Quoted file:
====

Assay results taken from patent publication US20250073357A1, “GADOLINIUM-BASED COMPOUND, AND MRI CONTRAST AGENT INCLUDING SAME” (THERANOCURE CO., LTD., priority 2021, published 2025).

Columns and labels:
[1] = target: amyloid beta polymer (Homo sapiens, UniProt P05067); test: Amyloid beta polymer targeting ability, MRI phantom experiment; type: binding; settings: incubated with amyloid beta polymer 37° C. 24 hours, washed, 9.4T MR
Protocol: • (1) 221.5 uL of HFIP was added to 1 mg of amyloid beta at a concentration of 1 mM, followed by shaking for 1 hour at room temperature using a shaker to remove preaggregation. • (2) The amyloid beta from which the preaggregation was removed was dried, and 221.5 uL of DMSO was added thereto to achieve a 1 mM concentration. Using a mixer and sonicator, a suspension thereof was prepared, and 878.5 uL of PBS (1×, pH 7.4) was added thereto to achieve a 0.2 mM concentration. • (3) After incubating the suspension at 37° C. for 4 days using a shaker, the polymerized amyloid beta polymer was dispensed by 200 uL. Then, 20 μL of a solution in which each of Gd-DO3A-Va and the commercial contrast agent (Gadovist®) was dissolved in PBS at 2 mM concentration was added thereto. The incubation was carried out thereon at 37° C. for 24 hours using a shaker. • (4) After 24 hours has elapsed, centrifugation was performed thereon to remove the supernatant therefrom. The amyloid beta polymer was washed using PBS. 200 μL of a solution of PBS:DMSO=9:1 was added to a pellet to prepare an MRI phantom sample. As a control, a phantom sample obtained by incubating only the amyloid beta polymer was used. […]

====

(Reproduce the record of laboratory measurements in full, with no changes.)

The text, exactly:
Assay results taken from patent publication US20250073357A1, “GADOLINIUM-BASED COMPOUND, AND MRI CONTRAST AGENT INCLUDING SAME” (THERANOCURE CO., LTD., priority 2021, published 2025).

Columns and labels:
[1] = target: amyloid beta polymer (Homo sapiens, UniProt P05067); test: Amyloid beta polymer targeting ability, MRI phantom experiment; type: binding; settings: incubated with amyloid beta polymer 37° C. 24 hours, washed, 9.4T MR
Protocol: • (1) 221.5 uL of HFIP was added to 1 mg of amyloid beta at a concentration of 1 mM, followed by shaking for 1 hour at room temperature using a shaker to remove preaggregation. • (2) The amyloid beta from which the preaggregation was removed was dried, and 221.5 uL of DMSO was added thereto to achieve a 1 mM concentration. Using a mixer and sonicator, a suspension thereof was prepared, and 878.5 uL of PBS (1×, pH 7.4) was added thereto to achieve a 0.2 mM concentration. • (3) After incubating the suspension at 37° C. for 4 days using a shaker, the polymerized amyloid beta polymer was dispensed by 200 uL. Then, 20 μL of a solution in which each of Gd-DO3A-Va and the commercial contrast agent (Gadovist®) was dissolved in PBS at 2 mM concentration was added thereto. The incubation was carried out thereon at 37° C. for 24 hours using a shaker. • (4) After 24 hours has elapsed, centrifugation was performed thereon to remove the supernatant therefrom. The amyloid beta polymer was washed using PBS. 200 μL of a solution of PBS:DMSO=9:1 was added to a pellet to prepare an MRI phantom sample. As a control, a phantom sample obtained by incubating only the amyloid beta polymer was used. […]